Cardiff's Barfly, 24th November 2007
Reviewed by Nadine Ballantyne
London's Panic Cell overseeing a British headline tour was an inevitable occurrence, as opposed to a vague possibility. Beneficial support slots, most notably under the likes of Ill Nino, American Head Charge and various other outfits, have spearheaded a momentous rise in the group's media profile. Besides those noteworthy opportunities, privileged chances to carve a favourable impression arrived in the guise of two slots on the third stage (dubbed the Napster Stage in 2005, and then the Tuborg Stage in 2007) at Donington, UK's Download Festival in 2005 and 2007 respectively. Taking those aforementioned achievements into account, you'd naturally expect that the audience figures would be less modest. Prohibiting all devotees whose age falls shy of eighteen, this courageous measure may fatally harm attendance figures. Having said that, the Welsh rugby national team's fixture against South Africa at Cardiff's Millennium Stadium may have stolen the brittle limelight.
A malignant sign in itself, unlisted amongst tonight's billing is Macabre Deluxe - who, in actual fact, materialise as the concert's inaugural support. A rather strange mixture, the myriad contrast of chosen image styles lie firmly juxtaposed. To the casual eye, you'd blindly assume the individuals which comprise Macabre Deluxe ardently belong to the following genre classifications; Nu Metal, Indie and guitar oriented Metal a la virtuoso Joe Satriani. As concerns the group's final member, his anxious demeanour suggests a clear discomfort when confronted against live surroundings. When due credit needs to be issued, then solely Macabre Deluxe guitarist Arsen should duly receive said compliments. The whole performance's stressful burden rests against his shoulders, and during specific moments, Arsen even fervently urges mainman Stephen Baker to assume a central position situated towards the stage's front section. Both aloof and hesitant, Baker bears the disheartening knowledge that this specific live performance will fail to reap any genuine dividends. The axeman wields rapid solos, and Baker nervously lingers in situ. Baker may boast talented pipes, although Macabre Deluxe's chosen musical ingredients still form a bizarre mixture overall. Nonetheless, Arsen cultivates a mildly flamboyant onstage persona. Whenever the camera lens focuses upon bassist Toad, Toad occasionally unveils a menacing Rock complexion. Shamelessly flaunting their respective timing skills, Macabre Deluxe employ an array of offbeat patterns. Somewhat displeasing, this preferred method of execution fatally hampers any remotely attractive elements found within the group's music. A local outfit usually assumes the inaugural support slot as well, and not a visiting group.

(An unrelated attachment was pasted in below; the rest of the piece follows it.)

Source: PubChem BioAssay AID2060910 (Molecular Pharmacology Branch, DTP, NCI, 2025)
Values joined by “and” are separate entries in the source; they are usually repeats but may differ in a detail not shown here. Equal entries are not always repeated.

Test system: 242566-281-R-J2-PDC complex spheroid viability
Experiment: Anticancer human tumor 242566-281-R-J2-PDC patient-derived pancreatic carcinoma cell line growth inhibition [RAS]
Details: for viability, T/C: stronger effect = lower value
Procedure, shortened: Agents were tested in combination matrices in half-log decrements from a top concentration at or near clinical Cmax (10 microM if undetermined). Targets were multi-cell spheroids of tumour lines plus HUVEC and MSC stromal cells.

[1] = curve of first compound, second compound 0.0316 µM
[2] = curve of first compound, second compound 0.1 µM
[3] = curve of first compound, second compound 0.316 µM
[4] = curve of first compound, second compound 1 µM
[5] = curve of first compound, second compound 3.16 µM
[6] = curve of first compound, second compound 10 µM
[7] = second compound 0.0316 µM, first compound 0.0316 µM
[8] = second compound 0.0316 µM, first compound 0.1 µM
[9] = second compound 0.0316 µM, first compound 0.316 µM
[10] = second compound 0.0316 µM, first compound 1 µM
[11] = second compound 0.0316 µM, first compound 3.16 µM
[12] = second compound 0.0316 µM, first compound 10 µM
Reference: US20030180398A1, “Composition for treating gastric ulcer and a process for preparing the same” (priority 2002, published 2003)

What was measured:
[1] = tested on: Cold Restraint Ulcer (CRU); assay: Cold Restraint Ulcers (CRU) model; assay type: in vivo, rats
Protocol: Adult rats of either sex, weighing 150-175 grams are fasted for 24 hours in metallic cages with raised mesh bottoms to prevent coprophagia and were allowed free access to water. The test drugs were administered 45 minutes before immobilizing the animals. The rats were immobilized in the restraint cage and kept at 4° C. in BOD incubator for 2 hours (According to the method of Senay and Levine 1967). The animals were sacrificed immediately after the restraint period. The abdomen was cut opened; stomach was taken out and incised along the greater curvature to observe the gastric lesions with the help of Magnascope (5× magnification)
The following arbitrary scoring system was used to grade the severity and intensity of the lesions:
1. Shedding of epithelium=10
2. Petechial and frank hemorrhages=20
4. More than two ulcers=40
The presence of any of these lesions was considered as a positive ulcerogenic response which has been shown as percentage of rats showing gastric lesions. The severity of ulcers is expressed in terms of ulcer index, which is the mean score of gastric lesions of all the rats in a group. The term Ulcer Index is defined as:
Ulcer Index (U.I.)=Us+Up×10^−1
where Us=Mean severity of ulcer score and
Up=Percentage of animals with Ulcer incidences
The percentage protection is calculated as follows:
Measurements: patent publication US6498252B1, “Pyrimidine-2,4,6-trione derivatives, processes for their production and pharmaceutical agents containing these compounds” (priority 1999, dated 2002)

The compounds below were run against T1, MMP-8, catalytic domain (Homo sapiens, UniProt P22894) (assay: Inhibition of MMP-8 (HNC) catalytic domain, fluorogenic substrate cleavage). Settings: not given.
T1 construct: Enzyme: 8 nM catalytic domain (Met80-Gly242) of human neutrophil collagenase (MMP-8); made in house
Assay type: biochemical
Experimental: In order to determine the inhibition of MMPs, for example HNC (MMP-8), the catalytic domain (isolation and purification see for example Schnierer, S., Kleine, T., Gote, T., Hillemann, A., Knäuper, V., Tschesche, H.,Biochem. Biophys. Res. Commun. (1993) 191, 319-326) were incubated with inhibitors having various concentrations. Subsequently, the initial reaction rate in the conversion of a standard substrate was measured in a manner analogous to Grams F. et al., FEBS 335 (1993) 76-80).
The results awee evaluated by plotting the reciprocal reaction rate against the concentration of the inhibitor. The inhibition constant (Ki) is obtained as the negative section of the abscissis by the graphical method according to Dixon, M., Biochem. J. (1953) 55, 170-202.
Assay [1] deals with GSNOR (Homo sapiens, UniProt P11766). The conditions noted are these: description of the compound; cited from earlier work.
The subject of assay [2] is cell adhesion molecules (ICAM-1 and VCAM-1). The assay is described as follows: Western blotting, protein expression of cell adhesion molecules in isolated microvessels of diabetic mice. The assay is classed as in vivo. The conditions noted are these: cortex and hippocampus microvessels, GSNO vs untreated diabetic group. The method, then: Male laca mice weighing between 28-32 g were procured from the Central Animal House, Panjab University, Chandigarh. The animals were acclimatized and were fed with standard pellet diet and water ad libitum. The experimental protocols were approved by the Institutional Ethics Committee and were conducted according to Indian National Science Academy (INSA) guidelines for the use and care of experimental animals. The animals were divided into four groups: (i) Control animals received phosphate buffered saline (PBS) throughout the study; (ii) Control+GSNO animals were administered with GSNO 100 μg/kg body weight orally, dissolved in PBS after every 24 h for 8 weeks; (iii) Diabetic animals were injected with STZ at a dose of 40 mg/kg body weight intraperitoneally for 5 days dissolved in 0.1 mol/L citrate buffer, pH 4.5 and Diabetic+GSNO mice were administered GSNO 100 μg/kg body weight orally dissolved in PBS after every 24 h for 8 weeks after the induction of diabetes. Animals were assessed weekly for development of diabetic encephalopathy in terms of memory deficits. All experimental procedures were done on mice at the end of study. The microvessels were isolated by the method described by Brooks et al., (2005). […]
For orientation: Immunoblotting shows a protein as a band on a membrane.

Architects of Victory
Familiar with minimal audience figures (in comparison to tonight's inaugural support, Macabre Deluxe), Architects of Victory exhibit more onstage dynamism. Nonetheless, the collective nurture a fiercely passionate ethic - well, such can be said for most of the Swansea native's group members. A complacently shameless flaunt, guitarist Adam Whomes sedately ponders the reasons as to why nobody is carefully taking note. In truth, tickets were purchased in the anticipation of one group's performance, and this isn't the group in question. Whereas certain parts shine, others fail to impress. Various instances recall a heavier version of defunct Floridan conglomerate Creed, woefully lacking traces of distinct qualities. An unfulfilled opportunity, specific aspects would benefit from hints of screaming. Lead vocalist Dave Thomas' rhythm guitar suffers technical difficulties throughout, an unfortunate circumstance which fails to aid in any respect. Having said that, Architects of Victory gallantly ply their trade. When Cardiff Barfly's minmal audience figures are taken into account, it's a commendable feat.